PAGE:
My take on it is that the film is sufficiently stretchy that the tacho gets most of its signal from the actual pallet movement and that changes in the speed caused by the DC motor are isolated from it de to the stretch and the small dancing arm looking accumulator. The manufacturer found it necessary to include a mechanical one way clutch on the tacho so it cant turn in reverse!

Due to the intermittent nature of the fault occurrence I wired an EDM up to it to allow easier diagnosis to be done at a more relaxed pace and with more information available.

I wired up the following signals to the EDM

  1. Tacho Volts (dcV)
  2. Enable (0 or 10vdc)
  3. Motor Arrmature (dcV)
  4. Motor Armature Current. Only had an AC tong but better than nothing
A diagnostic module wired up to the DC drive in an electrical enclosure

The EDM can be seen wired up to the DC drive of the palette wrapper

Finally along with the many ‘good’ recordings I managed to see one ‘problem’ activity. The following two charts show the normal and the problem start in terms of the four signals must mentioned.

Graphs showing a good and a faulty pallet wrapper run.

An example graph showing the Tacho, Enable, Motor Volts and Motor Current values for a good and a bad run of the pallet wrapper

Note that in the normal startup case the enable rises to start up the drive, then about a 22/50 = 440mS later (the time scale is in 1/50ths of a second) the tacho signal (which is used as the speed setpoint for the drive) starts to rise and there is a corresponding simultaneous increase in motor voltage that causes it. At the same time the current measurement also shows an increase.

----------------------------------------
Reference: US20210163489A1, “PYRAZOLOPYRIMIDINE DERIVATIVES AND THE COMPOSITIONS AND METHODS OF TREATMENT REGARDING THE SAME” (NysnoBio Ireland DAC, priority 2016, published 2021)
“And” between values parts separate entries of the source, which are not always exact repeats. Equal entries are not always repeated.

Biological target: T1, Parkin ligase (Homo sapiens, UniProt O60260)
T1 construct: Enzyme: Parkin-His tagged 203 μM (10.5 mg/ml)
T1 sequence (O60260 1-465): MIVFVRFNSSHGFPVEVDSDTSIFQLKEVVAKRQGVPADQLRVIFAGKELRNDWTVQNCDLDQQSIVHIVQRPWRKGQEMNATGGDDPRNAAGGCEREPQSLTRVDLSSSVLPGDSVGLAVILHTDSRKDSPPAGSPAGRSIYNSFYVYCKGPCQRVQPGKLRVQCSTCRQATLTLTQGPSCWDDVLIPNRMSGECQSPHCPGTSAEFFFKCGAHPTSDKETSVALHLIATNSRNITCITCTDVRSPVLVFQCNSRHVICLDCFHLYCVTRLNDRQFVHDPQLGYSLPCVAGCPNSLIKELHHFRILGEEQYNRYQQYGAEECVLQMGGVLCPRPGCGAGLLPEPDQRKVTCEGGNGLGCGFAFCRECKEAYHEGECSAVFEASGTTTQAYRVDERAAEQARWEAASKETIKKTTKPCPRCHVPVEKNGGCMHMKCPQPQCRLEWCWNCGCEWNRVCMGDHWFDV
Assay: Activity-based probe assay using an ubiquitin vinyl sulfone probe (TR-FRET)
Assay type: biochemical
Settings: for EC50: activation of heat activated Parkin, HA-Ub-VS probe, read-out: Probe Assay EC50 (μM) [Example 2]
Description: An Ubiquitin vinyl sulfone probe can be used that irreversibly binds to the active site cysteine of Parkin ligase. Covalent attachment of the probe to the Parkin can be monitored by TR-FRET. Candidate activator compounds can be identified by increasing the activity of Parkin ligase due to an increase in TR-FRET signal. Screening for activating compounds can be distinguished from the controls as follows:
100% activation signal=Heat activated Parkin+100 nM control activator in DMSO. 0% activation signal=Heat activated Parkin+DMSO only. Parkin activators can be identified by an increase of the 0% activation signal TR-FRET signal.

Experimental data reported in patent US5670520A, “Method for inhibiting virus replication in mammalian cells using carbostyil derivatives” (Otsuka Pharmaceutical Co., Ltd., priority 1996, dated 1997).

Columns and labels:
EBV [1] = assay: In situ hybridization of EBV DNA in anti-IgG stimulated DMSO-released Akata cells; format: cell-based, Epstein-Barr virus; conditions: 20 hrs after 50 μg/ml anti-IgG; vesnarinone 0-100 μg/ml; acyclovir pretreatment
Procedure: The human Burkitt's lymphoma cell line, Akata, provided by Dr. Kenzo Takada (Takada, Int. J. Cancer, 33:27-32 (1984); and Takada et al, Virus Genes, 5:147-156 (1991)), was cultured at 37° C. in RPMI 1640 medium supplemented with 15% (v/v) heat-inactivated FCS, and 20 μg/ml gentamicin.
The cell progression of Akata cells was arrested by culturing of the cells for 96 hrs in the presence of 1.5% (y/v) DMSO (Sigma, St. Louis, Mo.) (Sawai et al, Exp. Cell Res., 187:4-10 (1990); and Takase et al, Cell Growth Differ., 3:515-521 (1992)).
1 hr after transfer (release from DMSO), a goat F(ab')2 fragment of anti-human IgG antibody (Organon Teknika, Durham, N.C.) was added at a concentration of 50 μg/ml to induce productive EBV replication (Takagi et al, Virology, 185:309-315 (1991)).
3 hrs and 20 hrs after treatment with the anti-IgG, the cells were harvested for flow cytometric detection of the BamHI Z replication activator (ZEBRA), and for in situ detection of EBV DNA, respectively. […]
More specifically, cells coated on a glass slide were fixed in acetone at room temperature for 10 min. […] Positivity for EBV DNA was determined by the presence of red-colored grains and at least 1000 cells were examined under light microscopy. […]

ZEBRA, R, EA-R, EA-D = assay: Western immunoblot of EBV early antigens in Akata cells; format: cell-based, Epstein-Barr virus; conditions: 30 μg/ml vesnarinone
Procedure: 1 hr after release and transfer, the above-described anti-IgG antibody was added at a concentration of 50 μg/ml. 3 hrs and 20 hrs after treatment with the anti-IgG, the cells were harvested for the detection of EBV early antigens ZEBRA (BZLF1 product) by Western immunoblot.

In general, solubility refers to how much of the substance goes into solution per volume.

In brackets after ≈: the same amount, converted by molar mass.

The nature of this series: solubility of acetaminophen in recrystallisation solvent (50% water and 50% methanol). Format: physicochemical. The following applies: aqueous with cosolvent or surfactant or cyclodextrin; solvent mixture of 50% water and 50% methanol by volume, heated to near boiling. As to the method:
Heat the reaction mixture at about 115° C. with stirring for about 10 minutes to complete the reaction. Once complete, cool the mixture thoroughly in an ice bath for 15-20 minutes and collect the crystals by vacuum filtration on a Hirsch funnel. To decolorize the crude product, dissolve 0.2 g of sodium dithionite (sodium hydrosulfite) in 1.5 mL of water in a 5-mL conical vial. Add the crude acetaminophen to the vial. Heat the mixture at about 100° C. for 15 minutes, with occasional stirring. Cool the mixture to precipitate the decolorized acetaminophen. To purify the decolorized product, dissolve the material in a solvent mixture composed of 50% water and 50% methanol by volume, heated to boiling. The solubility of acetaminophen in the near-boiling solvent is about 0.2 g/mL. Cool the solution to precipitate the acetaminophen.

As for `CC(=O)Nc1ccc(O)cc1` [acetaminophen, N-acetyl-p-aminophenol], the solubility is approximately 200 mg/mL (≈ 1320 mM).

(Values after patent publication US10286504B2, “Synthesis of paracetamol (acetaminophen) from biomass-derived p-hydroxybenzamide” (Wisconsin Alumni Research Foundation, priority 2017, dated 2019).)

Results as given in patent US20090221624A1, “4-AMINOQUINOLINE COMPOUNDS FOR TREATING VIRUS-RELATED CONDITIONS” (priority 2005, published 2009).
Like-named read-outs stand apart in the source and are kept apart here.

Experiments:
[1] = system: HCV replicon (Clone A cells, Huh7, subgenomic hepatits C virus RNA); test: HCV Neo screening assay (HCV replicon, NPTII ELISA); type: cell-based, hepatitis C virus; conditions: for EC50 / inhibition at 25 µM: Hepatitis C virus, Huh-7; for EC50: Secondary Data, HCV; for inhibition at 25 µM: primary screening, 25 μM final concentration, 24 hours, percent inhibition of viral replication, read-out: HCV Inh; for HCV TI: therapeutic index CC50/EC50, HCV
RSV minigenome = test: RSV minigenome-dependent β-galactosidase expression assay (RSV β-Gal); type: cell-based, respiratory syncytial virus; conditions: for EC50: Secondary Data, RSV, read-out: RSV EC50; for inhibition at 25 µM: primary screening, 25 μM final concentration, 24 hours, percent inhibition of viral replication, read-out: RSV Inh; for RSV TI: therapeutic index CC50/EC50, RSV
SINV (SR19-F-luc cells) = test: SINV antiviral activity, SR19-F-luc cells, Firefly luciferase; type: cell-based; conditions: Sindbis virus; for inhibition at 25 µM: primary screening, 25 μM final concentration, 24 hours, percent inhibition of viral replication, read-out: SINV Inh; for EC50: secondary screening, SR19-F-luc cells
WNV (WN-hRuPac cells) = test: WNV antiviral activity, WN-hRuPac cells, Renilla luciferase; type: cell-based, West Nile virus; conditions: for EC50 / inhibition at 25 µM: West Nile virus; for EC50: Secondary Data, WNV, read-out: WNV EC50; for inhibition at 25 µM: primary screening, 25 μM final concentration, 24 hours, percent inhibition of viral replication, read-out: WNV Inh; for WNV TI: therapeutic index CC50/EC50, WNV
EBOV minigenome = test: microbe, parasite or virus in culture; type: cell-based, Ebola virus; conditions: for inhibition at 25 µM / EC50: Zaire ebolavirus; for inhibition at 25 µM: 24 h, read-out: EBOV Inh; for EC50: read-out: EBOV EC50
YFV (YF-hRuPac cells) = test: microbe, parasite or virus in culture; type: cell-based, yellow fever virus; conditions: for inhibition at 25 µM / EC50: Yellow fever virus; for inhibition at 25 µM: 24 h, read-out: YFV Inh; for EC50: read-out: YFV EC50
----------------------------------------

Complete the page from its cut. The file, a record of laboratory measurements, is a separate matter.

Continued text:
The current signal needs some explanation as there are two things to take into account.

  1. It is inverted so it goes negative as the motor voltage goes positive. I could have reversed the leads, or post inverted the signal but it was easier to see the signals in the presence of the noisy motor voltage with them separated a bit on the chart.
  2. I used my Fluke 1000:1 AC current tong for the measurement. The motor is DC so I should have used a Hall effect current transducer but mine was on another job at the time. I could also post condition the current signal by passing it through a network with an integrator and a zero at about 8Hz for my tong, but quicker to just hold these thoughts in mind while interpreting the signals as they are.

Anyway the comparison of the normal and faulty charts shows that the faulty one shows higher currents and voltages, starting earlier after the enable (80mS), and starting without any appreciable speed setpoint. Incidentally that fault occurred after I got tired of waiting for it to appear a second time so I gave the drive a firm tapping with the handle end of my larger screwdriver. The fault occurred on the very next test!.

After replacing the drive with a spare (actually the original which had been repaired after its replacement) the unit ran again for about ten sets of wraps without a fault. Not conclusively fixed but with the recent evidence I give it a 95% chance.

After I had left site the onsite electronics technician, John Smith, found the source of the fault with the original drive. It was a broken solder joint on the Armature feedback resistor. This explains why the output was pulsing intermittently (as the solder joint made and broke contact with the PCB).

Customer Testimonial

Thanks for your help. This job was a great example of why a data logger/EDM is a great tool when trying to diagnose an intermittent fault that has multiple parameters/ variables involved. Great  outcome.

Regards
John Smith